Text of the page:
It’s Siberia 1993, 18 months after the collapse of the Soviet Union. Lighting three burners on the stove blows out the apartment's electricity, while the tap water smells like ham one day and petroleum the next. Still, Sharon Hudgins, author of “T-Bone Whacks and Caviar Snacks,” falls in love—with cabbage pies and caviar, the vast landscape, the Trans-Siberian Railway and even the house spirit who lives under that stove.
When they moved there in 1993, Hudgins and her husband were some of the first Americans to live in Siberia—an area that had been largely off-limits to Americans for decades. On Milk Street Radio, Hudgins recounts her experience discovering Vladivostok, how the city has changed since she first moved there and everything in between, including what it was really like to ride the Trans-Siberian Railway. Listen to the full interview here, and check out the excerpts below.
On her first apartment in Vladivostok
You never used the elevator because the electricity was so erratic, you didn’t want to get stuck for a couple of days between floors. That erratic electricity was a problem in the kitchens, too. The kitchens were small—this was a 700 hundred square-foot apartment—we had the luxury of a refrigerator (a lot of other people just kept things refrigerated on the little balcony attached to their apartment) and we had a three-burner stove that soon became to be called the stove from hell because if you turned on all three burners at once, it burned out all the electricity in half the apartment.
On the house spirit that lives under the stove
He’s called the Domovoi and he can do bad things or good things depending on how you treat him and depending on the mood he’s in. And this is something that Russians throughout the country have believed in for many hundreds and hundreds of years. So he’s kind of an explanation for things that go wrong.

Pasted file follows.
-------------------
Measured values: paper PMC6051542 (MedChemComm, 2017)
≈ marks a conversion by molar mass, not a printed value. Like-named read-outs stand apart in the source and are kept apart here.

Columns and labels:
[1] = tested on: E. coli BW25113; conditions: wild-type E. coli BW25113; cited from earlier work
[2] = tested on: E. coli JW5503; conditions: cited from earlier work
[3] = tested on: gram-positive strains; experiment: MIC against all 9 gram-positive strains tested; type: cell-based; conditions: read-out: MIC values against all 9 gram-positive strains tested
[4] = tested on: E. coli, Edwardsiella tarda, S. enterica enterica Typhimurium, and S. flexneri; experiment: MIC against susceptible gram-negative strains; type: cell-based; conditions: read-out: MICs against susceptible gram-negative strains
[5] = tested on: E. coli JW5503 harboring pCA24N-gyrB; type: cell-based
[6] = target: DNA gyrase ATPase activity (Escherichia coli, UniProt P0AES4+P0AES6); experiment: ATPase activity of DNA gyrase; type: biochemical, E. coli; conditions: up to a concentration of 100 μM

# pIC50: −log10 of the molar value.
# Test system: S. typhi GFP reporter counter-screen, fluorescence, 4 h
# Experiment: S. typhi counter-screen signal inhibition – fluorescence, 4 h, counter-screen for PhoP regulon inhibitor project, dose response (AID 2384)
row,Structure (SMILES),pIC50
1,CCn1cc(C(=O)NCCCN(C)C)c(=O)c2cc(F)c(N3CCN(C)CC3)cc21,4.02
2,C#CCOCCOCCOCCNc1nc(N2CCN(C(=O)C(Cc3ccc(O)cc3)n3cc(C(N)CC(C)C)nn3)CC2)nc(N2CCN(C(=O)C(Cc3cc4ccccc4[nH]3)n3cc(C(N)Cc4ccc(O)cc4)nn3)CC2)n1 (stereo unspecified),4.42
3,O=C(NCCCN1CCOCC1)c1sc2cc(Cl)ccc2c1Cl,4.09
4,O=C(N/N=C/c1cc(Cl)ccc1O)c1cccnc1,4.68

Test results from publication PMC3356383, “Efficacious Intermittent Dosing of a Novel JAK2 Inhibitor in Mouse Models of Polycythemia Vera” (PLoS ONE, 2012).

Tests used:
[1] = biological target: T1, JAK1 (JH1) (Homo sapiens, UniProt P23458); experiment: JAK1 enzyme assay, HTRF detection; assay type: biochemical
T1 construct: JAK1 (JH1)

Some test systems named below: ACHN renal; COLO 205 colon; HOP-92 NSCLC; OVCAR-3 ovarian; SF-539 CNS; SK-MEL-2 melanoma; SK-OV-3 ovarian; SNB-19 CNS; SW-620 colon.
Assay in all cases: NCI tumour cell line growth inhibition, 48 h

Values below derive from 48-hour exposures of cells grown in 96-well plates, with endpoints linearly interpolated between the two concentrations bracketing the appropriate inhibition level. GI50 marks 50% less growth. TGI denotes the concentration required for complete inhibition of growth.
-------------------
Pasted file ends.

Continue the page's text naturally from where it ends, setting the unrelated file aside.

On Siberia’s landscape
There’s this misconception that Siberia is this big, vast, frozen wasteland. But instead, it’s several thousand miles across, it’s at least a thousand miles—in some places even more—from north to south, and so it’s got everything from 10,000-foot snow capped mountains to grassy steppes to beautiful forests.
On the Trans-Siberian Railway
Up until World War I, they actually supposedly had very good food service. But beginning with the Soviet era, the food supply was so limited that they would have a 10-page menu, but there were only two items that they actually had. So you brought your own food with you, and/or you bought it from the platform vendors on the way. And that’s a neat way to eat. If you’re starting in Vladivostok by train, you’d buy things like salmon caviar in a jar or fresh seafood. More toward the interior, there’s a lot of the Russian home cooking that’s boiled potatoes with sautéed mushrooms and fresh herbs on top. Or little pies, milk and kefir and yogurt.
On the importance of family in post-Soviet Russia
When you went home, the family life that you constructed was the good side of life. The difficulties were when you went out and were dealing with the bureaucrat at work or lack of income because there was no pay right then. But people that I knew, I don’t think they felt emotionally deprived. They felt materially deprived. And they were able to balance that in a way that I admired.
This interview has been edited for clarity.